Today, profitability is a difficult subject for grocers as prices for everyday items continue to fluctuate. In fact, 73% of consumers are concerned about rising prices. As a result, many shoppers are bargain hunting, comparing prices across retailers or reducing basket sizes to protect their wallets.
What’s more, consumers don’t believe that retailers are on their side. According to The Feedback Group’s June report, shoppers believe that grocers have a net profit margin of 33%. In actuality, this number is closer to 1%.
How can grocers squash this rumor and prove to their shoppers that they’re on the same side? And how can grocers improve profitability during inflation? The answer to both questions is personalized pricing.
Grocery margin misconceptions
According to the Feedback Group, there is a serious disconnect between the way consumers perceive grocery margins and the reality of the situation. Therefore, during inflation, shoppers often become resentful of grocers, and retailers in general, because they believe the prices are really controlled by the grocer. While this is true in some regards, many grocers already set the lowest possible prices to maintain profitability with margins as low as 1%.
This misconception negatively impacts customer loyalty. When shoppers believe that grocers are being greedy at the customer’s expense, they will be less patient and accepting of price changes. As a result, shoppers will begin comparing prices at competing grocery stores and decreasing basket sizes.
The key to fixing this misconception is innovation. By prioritizing the in-store experience and showcasing a personal interest in the shopper’s needs, customers will develop deeper relationships with their favorite grocers. This connection will benefit grocers when they experience hard times because the customers will be more understanding. At a time when customer loyalty is critical to profitability, grocers must go the extra mile to create the best value for shoppers.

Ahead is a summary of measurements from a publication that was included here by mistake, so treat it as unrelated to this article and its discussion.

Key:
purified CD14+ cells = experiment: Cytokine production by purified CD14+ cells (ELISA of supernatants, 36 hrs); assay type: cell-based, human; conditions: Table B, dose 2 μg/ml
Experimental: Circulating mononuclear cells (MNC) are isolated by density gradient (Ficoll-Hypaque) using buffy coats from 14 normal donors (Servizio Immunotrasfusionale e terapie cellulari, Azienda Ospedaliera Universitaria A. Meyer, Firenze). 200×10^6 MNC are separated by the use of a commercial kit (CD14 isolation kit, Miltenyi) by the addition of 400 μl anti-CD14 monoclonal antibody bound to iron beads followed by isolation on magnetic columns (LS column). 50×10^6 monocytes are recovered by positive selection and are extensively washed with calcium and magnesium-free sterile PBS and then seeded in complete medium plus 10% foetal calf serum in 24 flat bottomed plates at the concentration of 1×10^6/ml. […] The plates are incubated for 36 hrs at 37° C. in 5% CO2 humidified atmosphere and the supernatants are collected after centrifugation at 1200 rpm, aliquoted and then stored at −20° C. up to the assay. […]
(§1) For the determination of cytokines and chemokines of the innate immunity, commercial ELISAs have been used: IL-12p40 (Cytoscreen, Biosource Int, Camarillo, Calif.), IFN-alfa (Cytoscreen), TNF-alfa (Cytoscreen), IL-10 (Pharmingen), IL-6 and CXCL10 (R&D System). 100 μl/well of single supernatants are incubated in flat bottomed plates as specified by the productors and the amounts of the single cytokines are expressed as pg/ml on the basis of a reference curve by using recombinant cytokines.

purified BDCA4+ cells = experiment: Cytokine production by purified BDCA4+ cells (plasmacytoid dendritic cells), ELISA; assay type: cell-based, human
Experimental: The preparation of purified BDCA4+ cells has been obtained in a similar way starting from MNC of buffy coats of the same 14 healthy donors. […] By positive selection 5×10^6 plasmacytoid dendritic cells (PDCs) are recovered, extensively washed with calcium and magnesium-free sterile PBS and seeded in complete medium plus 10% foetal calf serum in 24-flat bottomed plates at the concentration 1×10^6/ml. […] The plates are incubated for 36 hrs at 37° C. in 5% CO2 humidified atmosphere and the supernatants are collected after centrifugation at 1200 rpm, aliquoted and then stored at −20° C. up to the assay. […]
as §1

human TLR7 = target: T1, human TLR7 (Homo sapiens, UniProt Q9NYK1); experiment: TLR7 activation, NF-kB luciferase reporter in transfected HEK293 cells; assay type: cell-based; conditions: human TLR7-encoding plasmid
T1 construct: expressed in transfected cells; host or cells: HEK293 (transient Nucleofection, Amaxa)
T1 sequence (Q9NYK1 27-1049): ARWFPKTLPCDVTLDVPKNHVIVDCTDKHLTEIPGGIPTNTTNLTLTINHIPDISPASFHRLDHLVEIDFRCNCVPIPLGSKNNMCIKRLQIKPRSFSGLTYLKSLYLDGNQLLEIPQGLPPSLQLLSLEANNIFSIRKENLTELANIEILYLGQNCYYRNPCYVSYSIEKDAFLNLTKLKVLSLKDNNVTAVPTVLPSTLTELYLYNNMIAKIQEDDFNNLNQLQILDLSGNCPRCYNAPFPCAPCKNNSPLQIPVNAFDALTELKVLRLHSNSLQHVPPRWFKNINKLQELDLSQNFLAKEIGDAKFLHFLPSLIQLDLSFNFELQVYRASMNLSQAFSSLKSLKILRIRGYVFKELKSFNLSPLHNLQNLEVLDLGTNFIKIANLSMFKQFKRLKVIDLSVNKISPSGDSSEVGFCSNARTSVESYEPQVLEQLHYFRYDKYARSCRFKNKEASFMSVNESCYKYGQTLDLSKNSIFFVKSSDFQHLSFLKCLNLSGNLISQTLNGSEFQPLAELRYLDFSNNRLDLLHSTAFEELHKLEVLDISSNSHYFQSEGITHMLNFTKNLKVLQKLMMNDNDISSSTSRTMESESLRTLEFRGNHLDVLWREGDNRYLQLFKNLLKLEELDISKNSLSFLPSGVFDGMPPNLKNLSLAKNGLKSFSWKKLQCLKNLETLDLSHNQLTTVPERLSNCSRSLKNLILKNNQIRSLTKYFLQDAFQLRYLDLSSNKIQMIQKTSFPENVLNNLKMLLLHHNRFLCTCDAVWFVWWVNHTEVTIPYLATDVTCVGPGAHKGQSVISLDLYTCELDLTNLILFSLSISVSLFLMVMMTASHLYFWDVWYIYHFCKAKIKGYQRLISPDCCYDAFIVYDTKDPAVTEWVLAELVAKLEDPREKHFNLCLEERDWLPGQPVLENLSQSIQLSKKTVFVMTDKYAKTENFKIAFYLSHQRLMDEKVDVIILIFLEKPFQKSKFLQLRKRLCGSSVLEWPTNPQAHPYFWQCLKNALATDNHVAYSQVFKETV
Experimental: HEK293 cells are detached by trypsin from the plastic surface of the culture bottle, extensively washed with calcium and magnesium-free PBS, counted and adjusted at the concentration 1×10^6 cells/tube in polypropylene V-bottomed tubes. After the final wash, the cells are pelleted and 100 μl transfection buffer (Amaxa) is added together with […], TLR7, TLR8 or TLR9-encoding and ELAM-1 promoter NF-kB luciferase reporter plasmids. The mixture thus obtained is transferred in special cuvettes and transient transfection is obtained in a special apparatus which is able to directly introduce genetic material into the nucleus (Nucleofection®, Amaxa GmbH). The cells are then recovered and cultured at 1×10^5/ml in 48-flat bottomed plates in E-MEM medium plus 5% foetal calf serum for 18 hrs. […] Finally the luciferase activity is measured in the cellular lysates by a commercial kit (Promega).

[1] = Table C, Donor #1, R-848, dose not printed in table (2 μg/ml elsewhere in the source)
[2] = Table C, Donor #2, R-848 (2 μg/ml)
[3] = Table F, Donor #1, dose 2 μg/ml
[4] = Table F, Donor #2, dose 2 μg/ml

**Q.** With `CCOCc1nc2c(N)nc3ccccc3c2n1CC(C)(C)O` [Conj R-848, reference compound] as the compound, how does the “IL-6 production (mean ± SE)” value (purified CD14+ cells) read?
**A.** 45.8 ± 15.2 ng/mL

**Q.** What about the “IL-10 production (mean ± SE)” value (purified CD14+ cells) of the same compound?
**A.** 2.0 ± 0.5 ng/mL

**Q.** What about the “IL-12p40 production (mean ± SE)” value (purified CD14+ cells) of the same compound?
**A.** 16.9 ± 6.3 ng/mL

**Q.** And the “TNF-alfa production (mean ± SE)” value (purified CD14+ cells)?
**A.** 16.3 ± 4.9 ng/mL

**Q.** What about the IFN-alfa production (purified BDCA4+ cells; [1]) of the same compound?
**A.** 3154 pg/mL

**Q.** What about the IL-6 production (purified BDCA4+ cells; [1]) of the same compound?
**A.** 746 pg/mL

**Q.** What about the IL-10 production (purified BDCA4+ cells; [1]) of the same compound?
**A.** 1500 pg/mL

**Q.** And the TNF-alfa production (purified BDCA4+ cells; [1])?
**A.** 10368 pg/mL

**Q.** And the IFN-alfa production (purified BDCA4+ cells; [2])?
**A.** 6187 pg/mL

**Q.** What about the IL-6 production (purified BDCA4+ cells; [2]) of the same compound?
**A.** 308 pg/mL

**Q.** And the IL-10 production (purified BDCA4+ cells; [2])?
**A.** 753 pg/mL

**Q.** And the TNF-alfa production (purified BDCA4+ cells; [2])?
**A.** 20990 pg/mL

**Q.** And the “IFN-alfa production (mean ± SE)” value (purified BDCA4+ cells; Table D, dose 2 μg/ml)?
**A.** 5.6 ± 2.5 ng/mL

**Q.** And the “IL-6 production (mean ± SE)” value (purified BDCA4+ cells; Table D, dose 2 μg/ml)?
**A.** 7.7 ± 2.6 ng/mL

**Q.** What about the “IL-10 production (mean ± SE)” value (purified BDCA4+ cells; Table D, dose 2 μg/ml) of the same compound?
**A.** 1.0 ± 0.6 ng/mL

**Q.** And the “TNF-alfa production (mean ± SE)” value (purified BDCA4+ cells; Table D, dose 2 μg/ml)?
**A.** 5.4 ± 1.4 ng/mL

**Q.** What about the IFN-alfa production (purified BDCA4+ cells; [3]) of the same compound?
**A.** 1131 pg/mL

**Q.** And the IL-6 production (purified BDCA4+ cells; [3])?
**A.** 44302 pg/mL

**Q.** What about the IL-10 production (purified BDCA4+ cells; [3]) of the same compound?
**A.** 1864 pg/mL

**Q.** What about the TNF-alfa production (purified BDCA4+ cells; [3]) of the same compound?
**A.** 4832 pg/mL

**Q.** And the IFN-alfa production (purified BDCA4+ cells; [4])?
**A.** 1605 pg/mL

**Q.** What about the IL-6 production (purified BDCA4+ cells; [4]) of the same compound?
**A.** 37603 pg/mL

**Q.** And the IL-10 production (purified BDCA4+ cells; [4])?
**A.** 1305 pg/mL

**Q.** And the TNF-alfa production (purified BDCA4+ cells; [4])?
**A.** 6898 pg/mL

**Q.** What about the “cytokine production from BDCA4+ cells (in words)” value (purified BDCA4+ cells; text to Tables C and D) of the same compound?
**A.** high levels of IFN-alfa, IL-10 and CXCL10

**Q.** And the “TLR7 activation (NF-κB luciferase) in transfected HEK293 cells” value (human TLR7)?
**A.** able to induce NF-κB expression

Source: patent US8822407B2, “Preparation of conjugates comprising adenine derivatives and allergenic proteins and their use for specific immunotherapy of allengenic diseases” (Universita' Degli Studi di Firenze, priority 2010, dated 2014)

How personalized pricing works
Grocers have a lot of data at their disposal that can be used to create personalized experiences. These experiences include personalized promotions based on a customer’s previous shopping behavior. For example, if a shopper used to buy more jelly before the price increased, grocers might benefit from offering them a coupon that brings the price closer to the one they were used to paying. While this will cost the grocer, they can save money by not offering that shopper a coupon for the bread that they’ve continued to buy, despite the price increase.
This simple shift in strategy keeps grocers from offering unnecessary promotions while effectively encouraging shoppers to increase their basket size. These deals should also go beyond a finite list of vendor-approved promotions. With increased flexibility, grocers can encourage consumers to shop across more categories and brands to discover the full value of the store’s assortment.
What’s more, every aspect of these promotions can be customized to the shopper’s preferences. If a shopper is drawn to photos of the discounted food, as opposed to designs that primarily highlight the drop in price, the grocer can tailor the offer accordingly. Similarly, if a shopper engages with the brand via the store’s app, promotions should be delivered there instead of over email. By personalizing every aspect of the promotion experience, grocers can maximize profitability and customer loyalty.
The benefits of personalized pricing
As explained above, consumers need to feel like their favorite grocers are giving them the best deal. To avoid losing customer loyalty, grocers must provide the best value on the block. This is done by tailoring the in-store experience, including promotions and outreach, to the shopper and their current needs.
By creating unique deals for individual shoppers based on their online and in-store behavior, grocers can help shoppers make the most out of their limited budgets. In turn, consumers will reward loyalty and understanding to the grocers who support them during these uncertain times.
Optimizing pricing decisions amid inflation
With low margins and high costs, grocers are struggling to strike the balance between profitability and customer satisfaction. Personalized pricing can address this issue by offering customers the optimal deal – one that encourages them to purchase, without the retailer having to consider unrealistic discounts. Personalized pricing ensures that customers can fill their baskets without breaking their bank or threatening the grocer's bottom line.